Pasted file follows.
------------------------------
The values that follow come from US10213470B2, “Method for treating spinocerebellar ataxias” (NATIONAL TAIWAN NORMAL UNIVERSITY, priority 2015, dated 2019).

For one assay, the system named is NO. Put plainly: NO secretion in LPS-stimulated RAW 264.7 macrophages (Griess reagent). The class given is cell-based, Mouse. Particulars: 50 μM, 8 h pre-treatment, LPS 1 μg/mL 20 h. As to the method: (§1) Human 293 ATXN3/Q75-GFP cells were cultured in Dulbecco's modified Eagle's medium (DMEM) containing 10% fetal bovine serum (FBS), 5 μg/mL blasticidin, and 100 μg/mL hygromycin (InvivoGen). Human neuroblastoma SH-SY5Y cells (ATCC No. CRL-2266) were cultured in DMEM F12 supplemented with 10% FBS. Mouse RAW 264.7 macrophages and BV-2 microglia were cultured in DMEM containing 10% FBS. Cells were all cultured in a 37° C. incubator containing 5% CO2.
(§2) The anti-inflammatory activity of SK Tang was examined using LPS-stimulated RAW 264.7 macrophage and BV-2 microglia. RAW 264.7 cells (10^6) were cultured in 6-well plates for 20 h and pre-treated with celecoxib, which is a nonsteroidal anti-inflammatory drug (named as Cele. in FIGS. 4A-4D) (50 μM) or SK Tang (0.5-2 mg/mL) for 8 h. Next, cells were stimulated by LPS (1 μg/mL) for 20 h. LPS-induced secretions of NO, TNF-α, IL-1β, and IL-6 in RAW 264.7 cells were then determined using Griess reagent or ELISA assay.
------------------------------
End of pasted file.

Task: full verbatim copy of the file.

The values that follow come from US10213470B2, “Method for treating spinocerebellar ataxias” (NATIONAL TAIWAN NORMAL UNIVERSITY, priority 2015, dated 2019).

For one assay, the system named is NO. Put plainly: NO secretion in LPS-stimulated RAW 264.7 macrophages (Griess reagent). The class given is cell-based, Mouse. Particulars: 50 μM, 8 h pre-treatment, LPS 1 μg/mL 20 h. As to the method: (§1) Human 293 ATXN3/Q75-GFP cells were cultured in Dulbecco's modified Eagle's medium (DMEM) containing 10% fetal bovine serum (FBS), 5 μg/mL blasticidin, and 100 μg/mL hygromycin (InvivoGen). Human neuroblastoma SH-SY5Y cells (ATCC No. CRL-2266) were cultured in DMEM F12 supplemented with 10% FBS. Mouse RAW 264.7 macrophages and BV-2 microglia were cultured in DMEM containing 10% FBS. Cells were all cultured in a 37° C. incubator containing 5% CO2.
(§2) The anti-inflammatory activity of SK Tang was examined using LPS-stimulated RAW 264.7 macrophage and BV-2 microglia. RAW 264.7 cells (10^6) were cultured in 6-well plates for 20 h and pre-treated with celecoxib, which is a nonsteroidal anti-inflammatory drug (named as Cele. in FIGS. 4A-4D) (50 μM) or SK Tang (0.5-2 mg/mL) for 8 h. Next, cells were stimulated by LPS (1 μg/mL) for 20 h. LPS-induced secretions of NO, TNF-α, IL-1β, and IL-6 in RAW 264.7 cells were then determined using Griess reagent or ELISA assay.